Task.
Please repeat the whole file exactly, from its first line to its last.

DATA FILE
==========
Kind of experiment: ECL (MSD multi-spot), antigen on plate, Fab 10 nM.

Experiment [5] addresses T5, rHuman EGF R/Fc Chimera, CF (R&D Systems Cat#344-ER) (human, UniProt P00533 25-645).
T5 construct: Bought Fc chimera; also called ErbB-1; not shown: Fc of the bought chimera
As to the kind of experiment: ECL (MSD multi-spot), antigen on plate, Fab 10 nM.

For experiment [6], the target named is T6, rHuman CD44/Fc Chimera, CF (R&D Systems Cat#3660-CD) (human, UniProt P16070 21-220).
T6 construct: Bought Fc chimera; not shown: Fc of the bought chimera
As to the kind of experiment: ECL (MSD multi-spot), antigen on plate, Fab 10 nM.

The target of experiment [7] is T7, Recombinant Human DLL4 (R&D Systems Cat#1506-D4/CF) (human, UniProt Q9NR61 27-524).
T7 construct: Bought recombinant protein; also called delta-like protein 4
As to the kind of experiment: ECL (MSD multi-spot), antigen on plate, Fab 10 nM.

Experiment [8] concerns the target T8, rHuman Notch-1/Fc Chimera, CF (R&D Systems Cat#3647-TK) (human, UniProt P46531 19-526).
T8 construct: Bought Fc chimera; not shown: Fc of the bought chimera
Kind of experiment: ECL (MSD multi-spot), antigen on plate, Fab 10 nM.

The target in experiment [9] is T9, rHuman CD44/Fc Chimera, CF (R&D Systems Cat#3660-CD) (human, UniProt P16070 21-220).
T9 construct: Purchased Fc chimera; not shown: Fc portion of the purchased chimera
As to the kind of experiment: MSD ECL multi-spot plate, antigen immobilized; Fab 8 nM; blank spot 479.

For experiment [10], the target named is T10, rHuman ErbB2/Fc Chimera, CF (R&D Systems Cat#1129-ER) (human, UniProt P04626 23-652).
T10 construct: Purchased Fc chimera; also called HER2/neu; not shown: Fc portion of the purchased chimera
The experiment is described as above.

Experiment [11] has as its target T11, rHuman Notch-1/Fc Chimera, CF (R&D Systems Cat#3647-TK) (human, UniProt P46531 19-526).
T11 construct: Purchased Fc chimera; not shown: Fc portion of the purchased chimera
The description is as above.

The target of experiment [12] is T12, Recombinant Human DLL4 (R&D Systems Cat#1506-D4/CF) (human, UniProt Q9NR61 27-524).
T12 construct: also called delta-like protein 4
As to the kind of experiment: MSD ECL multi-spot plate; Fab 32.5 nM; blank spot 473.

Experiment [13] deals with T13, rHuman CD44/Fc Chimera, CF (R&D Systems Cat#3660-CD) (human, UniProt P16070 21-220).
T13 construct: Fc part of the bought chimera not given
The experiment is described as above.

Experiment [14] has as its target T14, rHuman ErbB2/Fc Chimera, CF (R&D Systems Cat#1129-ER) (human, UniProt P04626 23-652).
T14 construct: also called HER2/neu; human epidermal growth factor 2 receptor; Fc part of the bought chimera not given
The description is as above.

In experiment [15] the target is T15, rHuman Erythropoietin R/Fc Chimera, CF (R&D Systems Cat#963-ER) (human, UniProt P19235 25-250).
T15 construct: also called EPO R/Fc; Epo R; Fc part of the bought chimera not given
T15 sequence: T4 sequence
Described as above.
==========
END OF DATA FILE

Kind of experiment: ECL (MSD multi-spot), antigen on plate, Fab 10 nM.

Experiment [5] addresses T5, rHuman EGF R/Fc Chimera, CF (R&D Systems Cat#344-ER) (human, UniProt P00533 25-645).
T5 construct: Bought Fc chimera; also called ErbB-1; not shown: Fc of the bought chimera
As to the kind of experiment: ECL (MSD multi-spot), antigen on plate, Fab 10 nM.

For experiment [6], the target named is T6, rHuman CD44/Fc Chimera, CF (R&D Systems Cat#3660-CD) (human, UniProt P16070 21-220).
T6 construct: Bought Fc chimera; not shown: Fc of the bought chimera
As to the kind of experiment: ECL (MSD multi-spot), antigen on plate, Fab 10 nM.

The target of experiment [7] is T7, Recombinant Human DLL4 (R&D Systems Cat#1506-D4/CF) (human, UniProt Q9NR61 27-524).
T7 construct: Bought recombinant protein; also called delta-like protein 4
As to the kind of experiment: ECL (MSD multi-spot), antigen on plate, Fab 10 nM.

Experiment [8] concerns the target T8, rHuman Notch-1/Fc Chimera, CF (R&D Systems Cat#3647-TK) (human, UniProt P46531 19-526).
T8 construct: Bought Fc chimera; not shown: Fc of the bought chimera
Kind of experiment: ECL (MSD multi-spot), antigen on plate, Fab 10 nM.

The target in experiment [9] is T9, rHuman CD44/Fc Chimera, CF (R&D Systems Cat#3660-CD) (human, UniProt P16070 21-220).
T9 construct: Purchased Fc chimera; not shown: Fc portion of the purchased chimera
As to the kind of experiment: MSD ECL multi-spot plate, antigen immobilized; Fab 8 nM; blank spot 479.

For experiment [10], the target named is T10, rHuman ErbB2/Fc Chimera, CF (R&D Systems Cat#1129-ER) (human, UniProt P04626 23-652).
T10 construct: Purchased Fc chimera; also called HER2/neu; not shown: Fc portion of the purchased chimera
The experiment is described as above.

Experiment [11] has as its target T11, rHuman Notch-1/Fc Chimera, CF (R&D Systems Cat#3647-TK) (human, UniProt P46531 19-526).
T11 construct: Purchased Fc chimera; not shown: Fc portion of the purchased chimera
The description is as above.

The target of experiment [12] is T12, Recombinant Human DLL4 (R&D Systems Cat#1506-D4/CF) (human, UniProt Q9NR61 27-524).
T12 construct: also called delta-like protein 4
As to the kind of experiment: MSD ECL multi-spot plate; Fab 32.5 nM; blank spot 473.

Experiment [13] deals with T13, rHuman CD44/Fc Chimera, CF (R&D Systems Cat#3660-CD) (human, UniProt P16070 21-220).
T13 construct: Fc part of the bought chimera not given
The experiment is described as above.

Experiment [14] has as its target T14, rHuman ErbB2/Fc Chimera, CF (R&D Systems Cat#1129-ER) (human, UniProt P04626 23-652).
T14 construct: also called HER2/neu; human epidermal growth factor 2 receptor; Fc part of the bought chimera not given
The description is as above.

In experiment [15] the target is T15, rHuman Erythropoietin R/Fc Chimera, CF (R&D Systems Cat#963-ER) (human, UniProt P19235 25-250).
T15 construct: also called EPO R/Fc; Epo R; Fc part of the bought chimera not given
T15 sequence: T4 sequence
Described as above.